• Why the president, the executive branch, can nominate fed judges (the judicial branch) but not senators and representatives(the legislative branch)? Just curious.
    – r13
    Commented Nov 3, 2022 at 16:36
  • @r13 In the United States, the President nominates a candidate to fill an open seat on the bench, but they only get the position if the Senate approves of the nominee in their "Advise and Consent" role. The House gets their checks on the Judiciary with the "Power of the Purse" which means that they are the people who have to write the bill that pays for the Judiciary.
    – hszmv
    Commented Nov 3, 2022 at 16:45
  • 1
    @r13 Additionally, U.S. Federal Judges are impeachable officers under the Constitution, which both Houses have a role in doing. In fact of all the people who have been convicted of impeachable offenses, 100% of them are Judges.
    – hszmv
    Commented Nov 3, 2022 at 16:49
  • @hszmy It is still not clear. Why the president, senator, and representative are elected but fed and supreme court judges are nominated and confirmed through a process controlled by another two branches that are their equal?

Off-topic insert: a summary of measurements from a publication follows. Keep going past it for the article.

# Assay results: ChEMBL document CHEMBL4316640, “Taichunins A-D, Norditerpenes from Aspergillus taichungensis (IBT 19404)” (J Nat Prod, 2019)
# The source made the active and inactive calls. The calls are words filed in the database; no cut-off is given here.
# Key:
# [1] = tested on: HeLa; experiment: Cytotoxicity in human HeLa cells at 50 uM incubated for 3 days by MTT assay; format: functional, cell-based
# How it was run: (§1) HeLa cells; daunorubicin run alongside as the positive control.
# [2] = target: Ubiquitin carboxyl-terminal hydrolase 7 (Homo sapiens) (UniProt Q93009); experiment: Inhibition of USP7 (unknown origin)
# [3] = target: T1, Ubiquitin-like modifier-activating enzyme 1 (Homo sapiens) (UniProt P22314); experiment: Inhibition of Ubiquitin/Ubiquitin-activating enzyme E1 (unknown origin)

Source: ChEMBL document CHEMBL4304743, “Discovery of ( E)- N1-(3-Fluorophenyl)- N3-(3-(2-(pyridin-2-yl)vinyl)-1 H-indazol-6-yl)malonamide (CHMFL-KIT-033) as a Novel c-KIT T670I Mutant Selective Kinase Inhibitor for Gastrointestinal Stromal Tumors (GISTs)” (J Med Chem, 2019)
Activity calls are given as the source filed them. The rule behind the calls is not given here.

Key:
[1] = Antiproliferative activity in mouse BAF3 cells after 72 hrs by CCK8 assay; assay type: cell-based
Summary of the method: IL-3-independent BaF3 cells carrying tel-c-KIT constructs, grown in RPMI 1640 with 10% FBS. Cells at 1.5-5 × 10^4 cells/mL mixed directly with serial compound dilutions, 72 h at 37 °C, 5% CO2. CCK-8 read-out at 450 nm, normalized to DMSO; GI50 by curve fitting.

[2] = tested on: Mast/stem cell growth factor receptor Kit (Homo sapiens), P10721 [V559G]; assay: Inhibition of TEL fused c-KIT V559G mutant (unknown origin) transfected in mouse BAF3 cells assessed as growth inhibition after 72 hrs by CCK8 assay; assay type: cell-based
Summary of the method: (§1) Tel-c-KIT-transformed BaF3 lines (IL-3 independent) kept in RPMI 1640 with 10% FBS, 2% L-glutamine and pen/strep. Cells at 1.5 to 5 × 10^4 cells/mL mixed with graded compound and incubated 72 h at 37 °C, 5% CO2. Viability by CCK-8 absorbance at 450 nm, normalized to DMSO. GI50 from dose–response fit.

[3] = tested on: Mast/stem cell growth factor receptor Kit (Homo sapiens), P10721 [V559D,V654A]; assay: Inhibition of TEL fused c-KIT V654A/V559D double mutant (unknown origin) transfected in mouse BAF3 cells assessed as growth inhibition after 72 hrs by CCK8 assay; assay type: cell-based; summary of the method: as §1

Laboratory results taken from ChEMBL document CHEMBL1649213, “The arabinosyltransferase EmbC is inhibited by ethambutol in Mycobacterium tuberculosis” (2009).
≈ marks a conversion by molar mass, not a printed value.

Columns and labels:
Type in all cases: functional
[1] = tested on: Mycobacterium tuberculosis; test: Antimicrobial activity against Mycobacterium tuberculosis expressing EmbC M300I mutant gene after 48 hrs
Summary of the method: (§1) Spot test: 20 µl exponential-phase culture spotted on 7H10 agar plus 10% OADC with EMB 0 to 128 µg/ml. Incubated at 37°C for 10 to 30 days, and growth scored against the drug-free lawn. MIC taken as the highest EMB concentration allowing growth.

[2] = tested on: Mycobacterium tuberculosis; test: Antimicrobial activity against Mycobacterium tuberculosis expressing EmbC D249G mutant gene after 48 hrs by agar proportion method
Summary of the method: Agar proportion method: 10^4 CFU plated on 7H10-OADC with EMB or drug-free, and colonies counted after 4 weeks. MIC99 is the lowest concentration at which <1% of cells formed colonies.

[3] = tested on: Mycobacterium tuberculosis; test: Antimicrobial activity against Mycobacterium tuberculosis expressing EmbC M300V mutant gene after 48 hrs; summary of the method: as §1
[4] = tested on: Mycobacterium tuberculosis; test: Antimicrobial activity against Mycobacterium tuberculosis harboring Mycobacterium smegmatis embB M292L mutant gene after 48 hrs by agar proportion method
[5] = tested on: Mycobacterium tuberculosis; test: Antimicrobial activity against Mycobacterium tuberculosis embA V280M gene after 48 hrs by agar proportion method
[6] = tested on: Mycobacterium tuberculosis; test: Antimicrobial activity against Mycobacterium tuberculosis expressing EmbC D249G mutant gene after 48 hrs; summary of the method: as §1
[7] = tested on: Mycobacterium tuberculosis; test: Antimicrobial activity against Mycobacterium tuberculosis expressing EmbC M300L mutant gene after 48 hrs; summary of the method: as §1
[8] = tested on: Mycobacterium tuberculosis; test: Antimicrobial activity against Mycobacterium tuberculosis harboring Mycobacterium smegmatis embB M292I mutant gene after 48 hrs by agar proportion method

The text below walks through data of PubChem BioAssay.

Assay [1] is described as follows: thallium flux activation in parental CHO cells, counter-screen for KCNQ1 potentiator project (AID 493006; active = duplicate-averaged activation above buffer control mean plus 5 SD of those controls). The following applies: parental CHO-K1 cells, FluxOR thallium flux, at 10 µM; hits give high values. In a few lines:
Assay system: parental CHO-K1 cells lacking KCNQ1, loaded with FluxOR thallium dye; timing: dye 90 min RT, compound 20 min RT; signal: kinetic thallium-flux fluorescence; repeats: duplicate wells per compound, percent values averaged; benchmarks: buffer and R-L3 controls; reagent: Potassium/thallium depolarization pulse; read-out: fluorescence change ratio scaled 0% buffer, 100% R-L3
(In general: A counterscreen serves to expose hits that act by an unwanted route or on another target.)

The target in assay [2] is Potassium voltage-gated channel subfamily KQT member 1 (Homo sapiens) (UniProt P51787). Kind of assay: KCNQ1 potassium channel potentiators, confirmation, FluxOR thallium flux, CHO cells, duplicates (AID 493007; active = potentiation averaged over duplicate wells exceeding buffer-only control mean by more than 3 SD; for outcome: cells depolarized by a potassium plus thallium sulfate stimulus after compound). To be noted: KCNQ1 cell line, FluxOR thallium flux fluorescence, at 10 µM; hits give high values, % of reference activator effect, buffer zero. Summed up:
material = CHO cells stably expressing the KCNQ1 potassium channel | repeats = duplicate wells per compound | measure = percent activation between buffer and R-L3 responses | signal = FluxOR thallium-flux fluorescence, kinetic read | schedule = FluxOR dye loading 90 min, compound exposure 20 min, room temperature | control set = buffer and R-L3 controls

– r13
    Commented Nov 3, 2022 at 16:59
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    @r13 At the time of the drafting of the United States government, the drafters were highly concerned with preventing a "Tyranny of the Majority" and tried to limit directly electing government officials (Until 1914, U.S. the only directly elected federal position was your House Representative. Prior to that, Senators were elected by the state legislature and an electoral college system is still in place for the President (And prior to 1888, some states would assign electors based on vote in the state legislature).
    – hszmv
    Commented Nov 4, 2022 at 11:52

There are plenty of political campaigns that promise to change the amount of discretion that judges have. Look up anything relating to "mandatory minimum sentences", either imposing them or removing them.

A particular examples is the various Three Strikes Laws from the US.